Comment Analysis

So I was reading my gMail just the other day (what's new about that? It seems I'm always ready email) and I was distracted by a WebClip (the updates feed by a few selected feeds at the top of my mail plan) about people angry over a Chaser skit I saw the night before. I clicked thought and read about how people had got their feathers ruffled over an "anti-ad" against the Make a Wish Foundation. I wasn't surprised, this is something the ABC and Chaser crew must be used to by now. I'm actually starting to think that the organisations complain deliberately and publicly just to get some free PR out of it.

I noticed that the article was only written just after an hour ago. I read the article and then noticed that the comments were already closed. I thought "that's strange". Most comment systems close after a few week or months to stop old debates being rehashed as after a certain period of time it become irrelevant.

But within a few hours is abnormal. So I had a look at the number of responses and there was an amazing 225 comments already. This must be the ABC limit of comments on a single article - and fair enough - looking at most of the posts it was easy to see it just became a case of tit-for-tat and opinions were just being repeated (nothing new, nothing interesting).

But what really stuck out to me was the number of comments in a very short time period. In about 80 minutes there had been 225 comments. That mean that there was nearly 3 comments submitted every minute. And I didn't that that the ABC website had that many users (well not in comparison to Ninemsn for news).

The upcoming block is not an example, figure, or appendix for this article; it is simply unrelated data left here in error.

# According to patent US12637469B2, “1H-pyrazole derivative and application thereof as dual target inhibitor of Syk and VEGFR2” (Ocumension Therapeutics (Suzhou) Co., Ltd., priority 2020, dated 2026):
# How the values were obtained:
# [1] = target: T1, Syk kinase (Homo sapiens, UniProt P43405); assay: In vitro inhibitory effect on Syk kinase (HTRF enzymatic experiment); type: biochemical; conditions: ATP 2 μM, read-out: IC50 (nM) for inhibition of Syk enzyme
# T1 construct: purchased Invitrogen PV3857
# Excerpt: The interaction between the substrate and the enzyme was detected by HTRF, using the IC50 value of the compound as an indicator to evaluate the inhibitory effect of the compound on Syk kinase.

It then got me thinking… I wonder what a graph of comments over time would look like. Did it start slow and then build until the cut off? or were people very vocal as soon as the news "went to press" and then did it die off as similar opinions were expressed? I wonder?

So I thought I should be able to find out quite easily and then also compare this to different types of sites. Were the projectiles of comment frequency similar on other sites? How would the ABC compare to the BBC? Or Engadget? Or shouts on


From using jQuery I know it's a simple task to craw the DOM that makes up a page a collect the data that I needed. I also know that Google provides an easy to use Charts API that would allow me to visually plot the data. Then I needed as easy way to run the code on the 3rd party sites. I didn't want the lock down to one browser (vendor or version) so I choose to make a favelet (or Bookmarklet - call it what you may)

And here it is.

Behind the News

Here's how I built it.

R Walker
analytics, blog, comments, data, favlet, javascript, jquery

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